Amnesty: Iraqi detainees face torture
Thousands of detainees being held by the occupation forces in Iraq "are trapped in a system of arbitrary detention that denies them their basic rights," Amnesty International said in a report published Monday. At the same time, there is increasing evidence of torture of detainees by the Iraqi security forces.
"Three years after it toppled Saddam Hussain, the US-led alliance has failed to put in place measures which respect the basic rights of detainees under its control and to safeguard them from possible torture or other abuses. The system of detention that has been established is arbitrary and a recipe for possible abuse," said Hassiba Hadj-Sahraoui, Deputy Director of Amnesty International's Middle East and North Africa Program.
Some detainees have now been held without charge or trial for more than two years without being given an adequate opportunity to challenge the reasons for their imprisonment. They face the prospect of being held for years more on the basis of information to which they do not have access. The systems the US and UK use to review detainees' cases fail to meet international standards, including the requirement for court oversight. Detainees are also routinely denied access to lawyers and their families.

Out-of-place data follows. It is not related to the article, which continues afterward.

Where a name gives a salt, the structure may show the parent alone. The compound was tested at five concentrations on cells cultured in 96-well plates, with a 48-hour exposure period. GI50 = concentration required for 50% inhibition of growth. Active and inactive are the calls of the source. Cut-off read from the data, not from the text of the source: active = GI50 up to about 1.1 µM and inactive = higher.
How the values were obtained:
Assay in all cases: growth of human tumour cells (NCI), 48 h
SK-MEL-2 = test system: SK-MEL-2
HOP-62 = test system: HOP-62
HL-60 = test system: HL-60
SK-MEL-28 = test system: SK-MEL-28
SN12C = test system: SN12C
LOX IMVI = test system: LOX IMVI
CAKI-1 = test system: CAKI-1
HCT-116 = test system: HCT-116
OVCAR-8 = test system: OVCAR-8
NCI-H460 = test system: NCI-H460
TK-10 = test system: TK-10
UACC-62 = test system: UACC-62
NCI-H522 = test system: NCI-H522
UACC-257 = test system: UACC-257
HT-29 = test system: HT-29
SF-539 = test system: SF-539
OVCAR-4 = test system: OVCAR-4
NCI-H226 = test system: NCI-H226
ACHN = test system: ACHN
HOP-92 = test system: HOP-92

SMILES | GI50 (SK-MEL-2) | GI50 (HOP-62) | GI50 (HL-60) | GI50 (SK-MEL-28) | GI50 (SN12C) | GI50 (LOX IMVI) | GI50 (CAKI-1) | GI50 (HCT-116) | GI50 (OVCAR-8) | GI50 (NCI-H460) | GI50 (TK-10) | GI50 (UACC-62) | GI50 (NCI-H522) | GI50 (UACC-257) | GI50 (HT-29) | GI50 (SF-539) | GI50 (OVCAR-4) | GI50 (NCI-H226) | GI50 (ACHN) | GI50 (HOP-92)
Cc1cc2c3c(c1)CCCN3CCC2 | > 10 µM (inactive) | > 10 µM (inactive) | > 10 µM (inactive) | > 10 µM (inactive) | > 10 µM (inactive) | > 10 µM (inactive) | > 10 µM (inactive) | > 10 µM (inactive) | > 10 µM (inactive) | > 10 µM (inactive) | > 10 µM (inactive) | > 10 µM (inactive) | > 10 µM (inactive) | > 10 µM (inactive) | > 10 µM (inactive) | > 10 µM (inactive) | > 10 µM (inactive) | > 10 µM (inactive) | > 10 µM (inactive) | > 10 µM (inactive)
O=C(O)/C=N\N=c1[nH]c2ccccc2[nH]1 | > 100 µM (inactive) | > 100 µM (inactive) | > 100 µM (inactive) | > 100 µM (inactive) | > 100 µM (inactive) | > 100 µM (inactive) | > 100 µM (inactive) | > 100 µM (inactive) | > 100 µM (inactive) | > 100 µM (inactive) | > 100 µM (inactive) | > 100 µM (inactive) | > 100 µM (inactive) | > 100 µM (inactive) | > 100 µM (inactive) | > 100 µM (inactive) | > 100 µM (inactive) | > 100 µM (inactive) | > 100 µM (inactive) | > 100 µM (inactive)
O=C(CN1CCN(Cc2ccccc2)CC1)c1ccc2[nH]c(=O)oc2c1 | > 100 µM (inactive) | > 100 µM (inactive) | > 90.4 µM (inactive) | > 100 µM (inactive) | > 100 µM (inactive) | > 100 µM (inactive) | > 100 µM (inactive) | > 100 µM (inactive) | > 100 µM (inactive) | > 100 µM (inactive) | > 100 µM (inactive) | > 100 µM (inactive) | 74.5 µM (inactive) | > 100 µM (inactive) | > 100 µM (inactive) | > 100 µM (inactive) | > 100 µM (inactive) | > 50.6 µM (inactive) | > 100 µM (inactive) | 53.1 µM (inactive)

- HRW: Egypt tortures detainees in wake of Taba Hilton bombing
- Amnesty ‘Gravely Concerned’ by Detention, Possible Torture of Egyptians for Sexual Orientation
- Denmark Slams Door in Face of Pro-Torture Israeli Ambassador
- Amnesty International warns of torture of detainees in Turkey
- New leaked documents expose scope of torture, civilian killings in Iraq